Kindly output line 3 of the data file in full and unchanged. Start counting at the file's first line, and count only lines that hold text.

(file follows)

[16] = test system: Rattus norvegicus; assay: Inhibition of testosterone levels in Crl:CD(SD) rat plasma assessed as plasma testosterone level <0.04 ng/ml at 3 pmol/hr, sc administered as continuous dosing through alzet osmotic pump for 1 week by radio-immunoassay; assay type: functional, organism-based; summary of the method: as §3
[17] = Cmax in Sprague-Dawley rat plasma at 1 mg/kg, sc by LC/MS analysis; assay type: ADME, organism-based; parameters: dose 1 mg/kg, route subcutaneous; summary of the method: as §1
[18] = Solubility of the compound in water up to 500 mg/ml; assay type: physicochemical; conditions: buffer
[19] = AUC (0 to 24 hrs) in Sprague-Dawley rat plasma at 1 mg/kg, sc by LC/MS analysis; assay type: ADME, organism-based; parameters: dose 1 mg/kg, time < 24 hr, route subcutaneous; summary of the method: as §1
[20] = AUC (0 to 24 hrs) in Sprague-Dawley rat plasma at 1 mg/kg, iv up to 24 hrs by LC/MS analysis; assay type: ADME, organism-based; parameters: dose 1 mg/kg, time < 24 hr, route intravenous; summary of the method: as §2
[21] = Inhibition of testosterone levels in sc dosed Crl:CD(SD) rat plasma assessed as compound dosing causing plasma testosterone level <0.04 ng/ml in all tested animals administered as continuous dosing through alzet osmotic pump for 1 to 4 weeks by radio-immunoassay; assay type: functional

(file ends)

[18] = Solubility of the compound in water up to 500 mg/ml; assay type: physicochemical; conditions: buffer